In both sexes the phallic portion of the urogenital sinus extends on to the under surface of the cloacal tubercle as far forward as the apex. At the apex the walls of the phallic portion come together and fuse, obliterating the urogenital opening. Instead, a solid plate, the urethral plate, is formed. The remainder of the phallic portion is for a time tubular, and then, by the absorption of the urogenital membrane, it establishes a communication with the exterior. This opening is for a while the primitive urogenital opening, and it extends forward to the corona glandis.
After differentiation 
The following developments occur in both males and females, although a difference in the development between the sexes already can be seen:
- The corpora cavernosa of the penis or clitoris and of the urethra arise from the mesodermal tissue in the phallus; they are at first dense structures, but later vascular spaces appear in them, and they gradually become cavernous.
- The prepuce in both sexes is formed by the growth of a solid plate of ectoderm into the superficial part of the phallus; on coronal section this plate presents the shape of a horseshoe. By the breaking down of its more centrally situated cells the plate is split into two lamellæ. Thus, a cutaneous fold, the prepuce, is liberated and forms a hood over the glans.
In the female, a deep groove forms around the phallus. The sides of it grow dorsalward as the labioscrotal folds, which ultimately form the labia majora in females. The labia minora, in contrast, arise by the continued growth of the lips of the groove on the under surface of the phallus; the remainder of the phallus forms the clitoris. The immature glans becomes the clitoral glans.
In the male the pelvic portion of the cloaca undergoes much greater development, pushing before it the phallic portion.
The labioscrotal folds extend around between the pelvic portion and the anus, and form a scrotal area. During the changes associated with the descent of the testes this scrotal area is drawn out to form the scrotal sacs. The penis is developed from the phallus.
As in the female, the urogenital membrane undergoes absorption, forming a channel on the under surface of the phallus; this channel extends only as far forward as the corona glandis.
Urogenital opening 
In the male, by the greater growth of the pelvic portion of the cloaca, a longer urethra is formed, and the primitive opening is carried forward with the phallus, but it still ends at the corona glandis. Later, this opening, which is located on the dorsal side of the penis, closes from behind forward. Meanwhile, the urethral plate of the glans breaks down centrally to form a median groove continuous with the primitive ostium. This groove also closes from behind forward, leaving only a small pipe running in the middle of the penis. Thus, the urogenital opening is shifted forward to the end of the glans.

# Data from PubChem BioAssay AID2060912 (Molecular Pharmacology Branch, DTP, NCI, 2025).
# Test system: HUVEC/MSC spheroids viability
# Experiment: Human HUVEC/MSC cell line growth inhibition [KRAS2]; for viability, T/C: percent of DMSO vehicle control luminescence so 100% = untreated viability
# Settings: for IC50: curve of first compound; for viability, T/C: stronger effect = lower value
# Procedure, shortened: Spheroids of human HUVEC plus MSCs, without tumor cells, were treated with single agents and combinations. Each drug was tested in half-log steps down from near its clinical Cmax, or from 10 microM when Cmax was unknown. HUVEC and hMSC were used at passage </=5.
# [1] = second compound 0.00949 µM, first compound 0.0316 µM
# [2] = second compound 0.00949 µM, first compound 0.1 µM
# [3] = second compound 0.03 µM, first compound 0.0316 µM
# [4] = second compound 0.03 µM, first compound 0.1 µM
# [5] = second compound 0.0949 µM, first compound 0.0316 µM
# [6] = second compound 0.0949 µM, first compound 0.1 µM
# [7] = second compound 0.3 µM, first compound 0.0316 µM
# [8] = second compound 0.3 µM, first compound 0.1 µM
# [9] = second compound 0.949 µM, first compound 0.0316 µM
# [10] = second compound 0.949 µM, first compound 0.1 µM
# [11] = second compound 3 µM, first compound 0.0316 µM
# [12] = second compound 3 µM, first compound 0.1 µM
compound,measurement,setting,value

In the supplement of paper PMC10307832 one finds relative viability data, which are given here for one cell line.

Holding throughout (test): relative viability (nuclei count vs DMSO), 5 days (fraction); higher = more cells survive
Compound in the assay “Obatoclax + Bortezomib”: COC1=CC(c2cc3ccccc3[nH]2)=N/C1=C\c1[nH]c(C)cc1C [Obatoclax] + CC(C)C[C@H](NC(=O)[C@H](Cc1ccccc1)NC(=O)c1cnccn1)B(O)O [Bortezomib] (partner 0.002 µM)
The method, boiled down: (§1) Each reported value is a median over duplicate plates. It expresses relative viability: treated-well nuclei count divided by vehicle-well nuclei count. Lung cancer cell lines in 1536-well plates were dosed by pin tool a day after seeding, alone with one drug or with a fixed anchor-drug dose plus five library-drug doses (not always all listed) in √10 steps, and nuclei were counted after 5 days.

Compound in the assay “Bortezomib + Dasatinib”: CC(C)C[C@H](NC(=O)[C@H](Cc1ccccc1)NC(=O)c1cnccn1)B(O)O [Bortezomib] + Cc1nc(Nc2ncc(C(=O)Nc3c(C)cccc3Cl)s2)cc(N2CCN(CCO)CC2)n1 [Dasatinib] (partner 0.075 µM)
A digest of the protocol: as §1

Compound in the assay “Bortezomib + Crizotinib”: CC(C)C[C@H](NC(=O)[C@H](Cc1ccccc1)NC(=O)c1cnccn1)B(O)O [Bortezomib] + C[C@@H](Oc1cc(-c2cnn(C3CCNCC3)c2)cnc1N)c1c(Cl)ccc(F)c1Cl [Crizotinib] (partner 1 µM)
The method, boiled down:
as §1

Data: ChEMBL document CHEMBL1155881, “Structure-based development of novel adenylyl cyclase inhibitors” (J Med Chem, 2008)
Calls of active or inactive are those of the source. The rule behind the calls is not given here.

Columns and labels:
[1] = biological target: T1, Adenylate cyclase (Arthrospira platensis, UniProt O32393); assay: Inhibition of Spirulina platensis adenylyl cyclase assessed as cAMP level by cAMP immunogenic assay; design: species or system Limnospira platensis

Diagram of internal differentiation 
A.—Diagram of the primitive urogenital organs in the embryo previous to sexual distinction.
- 3. Ureter.
- 4. Urinary bladder.
- 5. Urachus.
- cl. Cloaca.
- cp. Elevation which becomes clitoris or penis.
- i. Lower part of the intestine.
- ls. Fold of integument from which the labia majora or scrotum are formed.
- m, m. Right and left Müllerian ducts uniting together and running with the Wolffian ducts in gc, the genital cord.
- ot. The genital ridge from which either the ovary or testis is formed.
- ug. Sinus urogenitalis.
- W. Left Wolffian body.
- w, w. Right and left Wolffian ducts.
B.—Diagram of the female type of sexual organs.
- C. Greater vestibular gland, and immediately above it the urethra.
- cc. Corpus cavernosum clitoridis.
- dG. Remains of the left Wolffian duct, such as give rise to the duct of Gärtner, represented by dotted lines; that of the right side is marked w.
- f. The abdominal opening of the left uterine tube.
- g. Round ligament, corresponding to gubernaculum.
- h. Situation of the hymen.
- i. Lower part of the intestine.
- l. Labium major.
- n. Labium minus.
- o. The left ovary.
- po. Epoophoron.
- sc. Corpus cavernosum urethrae.
- u. Uterus. The uterine tube of the right side is marked m.
- v. Vulva.
- va. Vagina.
- W. Scattered remains of Wolffian tubes near it (paroöphoron of Waldeyer).
C.—Diagram of the male type of sexual organs.
- C. Bulbo-urethral gland of one side.
- cp. Corpora cavernosa penis cut short.
- e. Caput epididymis.
- g. The gubernaculum.
- i. Lower part of the intestine.
- m. Müllerian duct, the upper part of which remains as the hydatid of Morgagni; the lower part, represented by a dotted line descending to the prostatic utricle, constitutes the occasionally existing cornu and tube of the uterus masculinus.
- pr. The prostate.
- s. Scrotum.
- sp. Corpus cavernosum urethrae.
- t. Testis in the place of its original formation.
- t’, together with the dotted lines above, indicates the direction in which the testis and epididymis descend from the abdomen into the scrotum.
- vd. Ductus deferens.
- vh. Ductus aberrans.
- vs. The vesicula seminalis.
- W. Scattered remains of the Wolffian body, constituting the organ of Giraldès, or the paradidymis of Waldeyer.
- 1918 Gray's Anatomy
- embryology.ch - In males: Differentiation of the urogenital sinus
- The University of North Carolina at Chapel Hill - Embryo images nr 024
- The University of North Carolina at Chapel Hill - Embryo images nr 027
- http://www.bartleby.com/107/252.html Henry Gray (1821–1865). Anatomy of the Human Body. 1918.
3. The Urogenital Apparatus
- http://www.aboutkidshealth.ca/HowTheBodyWorks/Sexual-Differentiation.aspx?articleID=6850&categoryID=XS-nh3 Animations of gonadal sex, duct differentiation, and external genital development at AboutKidsHealth.ca